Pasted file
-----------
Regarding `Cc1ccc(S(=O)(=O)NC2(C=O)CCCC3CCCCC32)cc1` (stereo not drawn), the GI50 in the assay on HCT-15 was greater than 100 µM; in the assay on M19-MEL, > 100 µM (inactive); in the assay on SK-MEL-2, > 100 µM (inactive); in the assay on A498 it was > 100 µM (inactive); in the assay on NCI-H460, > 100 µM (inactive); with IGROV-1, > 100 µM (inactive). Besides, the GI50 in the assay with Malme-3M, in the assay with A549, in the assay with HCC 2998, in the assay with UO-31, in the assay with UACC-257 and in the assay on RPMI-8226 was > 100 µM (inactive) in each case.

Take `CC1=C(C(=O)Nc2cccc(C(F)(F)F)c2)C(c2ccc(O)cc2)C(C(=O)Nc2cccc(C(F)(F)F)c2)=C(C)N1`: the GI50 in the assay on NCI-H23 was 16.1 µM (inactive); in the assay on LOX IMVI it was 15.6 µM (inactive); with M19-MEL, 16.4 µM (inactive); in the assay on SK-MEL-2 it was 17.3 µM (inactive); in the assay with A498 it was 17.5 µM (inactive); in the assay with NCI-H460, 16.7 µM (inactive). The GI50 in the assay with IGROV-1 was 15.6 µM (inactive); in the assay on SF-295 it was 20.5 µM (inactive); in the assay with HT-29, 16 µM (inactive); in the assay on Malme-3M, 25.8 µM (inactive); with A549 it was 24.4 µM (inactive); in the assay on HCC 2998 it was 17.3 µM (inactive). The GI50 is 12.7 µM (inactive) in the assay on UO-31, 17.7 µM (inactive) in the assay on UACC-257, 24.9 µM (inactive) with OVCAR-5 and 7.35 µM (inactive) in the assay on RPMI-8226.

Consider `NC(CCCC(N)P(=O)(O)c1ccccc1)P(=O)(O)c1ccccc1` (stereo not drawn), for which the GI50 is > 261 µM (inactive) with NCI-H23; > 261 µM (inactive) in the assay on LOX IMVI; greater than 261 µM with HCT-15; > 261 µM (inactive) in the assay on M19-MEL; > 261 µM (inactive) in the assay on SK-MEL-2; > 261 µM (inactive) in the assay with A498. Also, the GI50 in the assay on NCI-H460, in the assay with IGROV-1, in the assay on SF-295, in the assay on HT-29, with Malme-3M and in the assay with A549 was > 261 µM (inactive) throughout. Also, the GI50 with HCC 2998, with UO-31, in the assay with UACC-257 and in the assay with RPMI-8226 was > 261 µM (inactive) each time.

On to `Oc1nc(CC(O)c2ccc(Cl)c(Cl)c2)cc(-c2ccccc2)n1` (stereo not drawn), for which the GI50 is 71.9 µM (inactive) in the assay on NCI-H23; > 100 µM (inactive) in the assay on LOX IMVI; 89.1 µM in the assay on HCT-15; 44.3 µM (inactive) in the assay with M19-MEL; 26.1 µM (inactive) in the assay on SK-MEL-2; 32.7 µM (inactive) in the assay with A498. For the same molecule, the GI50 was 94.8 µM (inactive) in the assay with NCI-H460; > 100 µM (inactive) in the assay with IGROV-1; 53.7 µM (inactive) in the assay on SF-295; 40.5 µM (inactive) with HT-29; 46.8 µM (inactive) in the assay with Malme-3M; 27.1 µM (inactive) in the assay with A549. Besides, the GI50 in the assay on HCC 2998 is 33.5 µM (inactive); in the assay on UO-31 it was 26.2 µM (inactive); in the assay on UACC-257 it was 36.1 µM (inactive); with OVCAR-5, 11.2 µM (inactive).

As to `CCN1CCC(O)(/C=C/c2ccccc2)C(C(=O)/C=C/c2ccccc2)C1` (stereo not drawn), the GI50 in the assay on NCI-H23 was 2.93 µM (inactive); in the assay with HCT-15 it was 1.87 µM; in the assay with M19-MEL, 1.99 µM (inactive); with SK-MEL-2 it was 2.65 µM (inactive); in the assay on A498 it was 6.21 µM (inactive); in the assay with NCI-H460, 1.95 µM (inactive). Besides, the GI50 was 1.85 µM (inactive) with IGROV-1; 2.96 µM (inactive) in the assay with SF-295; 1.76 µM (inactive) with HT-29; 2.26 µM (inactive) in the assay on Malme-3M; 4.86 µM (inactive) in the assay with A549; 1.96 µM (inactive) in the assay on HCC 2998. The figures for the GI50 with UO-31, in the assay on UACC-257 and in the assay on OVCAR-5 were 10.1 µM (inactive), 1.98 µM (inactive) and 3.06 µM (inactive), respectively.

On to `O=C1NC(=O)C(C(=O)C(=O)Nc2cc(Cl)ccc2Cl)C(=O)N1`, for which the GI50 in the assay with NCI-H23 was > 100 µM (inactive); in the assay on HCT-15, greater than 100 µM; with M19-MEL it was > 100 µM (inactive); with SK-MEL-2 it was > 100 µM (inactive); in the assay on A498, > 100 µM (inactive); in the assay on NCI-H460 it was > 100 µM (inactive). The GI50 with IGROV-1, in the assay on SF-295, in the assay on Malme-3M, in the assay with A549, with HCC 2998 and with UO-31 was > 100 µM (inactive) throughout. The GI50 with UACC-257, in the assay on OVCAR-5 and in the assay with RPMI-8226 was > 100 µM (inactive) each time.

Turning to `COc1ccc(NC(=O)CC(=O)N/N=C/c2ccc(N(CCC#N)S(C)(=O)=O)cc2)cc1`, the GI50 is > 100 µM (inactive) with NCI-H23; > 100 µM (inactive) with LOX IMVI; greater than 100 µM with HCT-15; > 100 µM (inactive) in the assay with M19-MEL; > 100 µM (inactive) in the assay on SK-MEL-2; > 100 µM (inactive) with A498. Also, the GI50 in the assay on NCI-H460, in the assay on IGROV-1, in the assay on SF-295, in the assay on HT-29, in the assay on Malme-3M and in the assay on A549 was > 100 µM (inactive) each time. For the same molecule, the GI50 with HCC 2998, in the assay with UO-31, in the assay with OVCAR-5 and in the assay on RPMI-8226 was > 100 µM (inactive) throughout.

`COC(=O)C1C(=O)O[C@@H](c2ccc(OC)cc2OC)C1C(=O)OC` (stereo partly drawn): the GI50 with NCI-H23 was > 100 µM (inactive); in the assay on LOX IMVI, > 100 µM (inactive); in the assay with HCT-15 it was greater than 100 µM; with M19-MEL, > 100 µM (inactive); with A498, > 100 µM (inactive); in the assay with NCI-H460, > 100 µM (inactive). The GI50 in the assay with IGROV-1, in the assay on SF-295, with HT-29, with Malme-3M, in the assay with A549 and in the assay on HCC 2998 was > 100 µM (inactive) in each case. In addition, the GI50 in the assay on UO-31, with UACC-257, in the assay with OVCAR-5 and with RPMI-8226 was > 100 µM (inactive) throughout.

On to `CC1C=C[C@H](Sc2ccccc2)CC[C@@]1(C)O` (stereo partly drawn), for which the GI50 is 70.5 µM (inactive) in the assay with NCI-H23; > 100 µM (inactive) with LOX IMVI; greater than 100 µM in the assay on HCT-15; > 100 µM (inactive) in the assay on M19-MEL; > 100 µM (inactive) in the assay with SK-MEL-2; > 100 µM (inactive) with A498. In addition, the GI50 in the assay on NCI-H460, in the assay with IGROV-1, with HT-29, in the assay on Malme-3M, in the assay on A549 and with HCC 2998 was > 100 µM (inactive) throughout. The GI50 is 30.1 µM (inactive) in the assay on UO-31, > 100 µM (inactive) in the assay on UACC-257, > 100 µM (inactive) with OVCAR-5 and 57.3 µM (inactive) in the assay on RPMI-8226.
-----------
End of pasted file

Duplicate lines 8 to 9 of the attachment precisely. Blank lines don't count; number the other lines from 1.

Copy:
`COC(=O)C1C(=O)O[C@@H](c2ccc(OC)cc2OC)C1C(=O)OC` (stereo partly drawn): the GI50 with NCI-H23 was > 100 µM (inactive); in the assay on LOX IMVI, > 100 µM (inactive); in the assay with HCT-15 it was greater than 100 µM; with M19-MEL, > 100 µM (inactive); with A498, > 100 µM (inactive); in the assay with NCI-H460, > 100 µM (inactive). The GI50 in the assay with IGROV-1, in the assay on SF-295, with HT-29, with Malme-3M, in the assay with A549 and in the assay on HCC 2998 was > 100 µM (inactive) in each case. In addition, the GI50 in the assay on UO-31, with UACC-257, in the assay with OVCAR-5 and with RPMI-8226 was > 100 µM (inactive) throughout.

On to `CC1C=C[C@H](Sc2ccccc2)CC[C@@]1(C)O` (stereo partly drawn), for which the GI50 is 70.5 µM (inactive) in the assay with NCI-H23; > 100 µM (inactive) with LOX IMVI; greater than 100 µM in the assay on HCT-15; > 100 µM (inactive) in the assay on M19-MEL; > 100 µM (inactive) in the assay with SK-MEL-2; > 100 µM (inactive) with A498. In addition, the GI50 in the assay on NCI-H460, in the assay with IGROV-1, with HT-29, in the assay on Malme-3M, in the assay on A549 and with HCC 2998 was > 100 µM (inactive) throughout. The GI50 is 30.1 µM (inactive) in the assay on UO-31, > 100 µM (inactive) in the assay on UACC-257, > 100 µM (inactive) with OVCAR-5 and 57.3 µM (inactive) in the assay on RPMI-8226.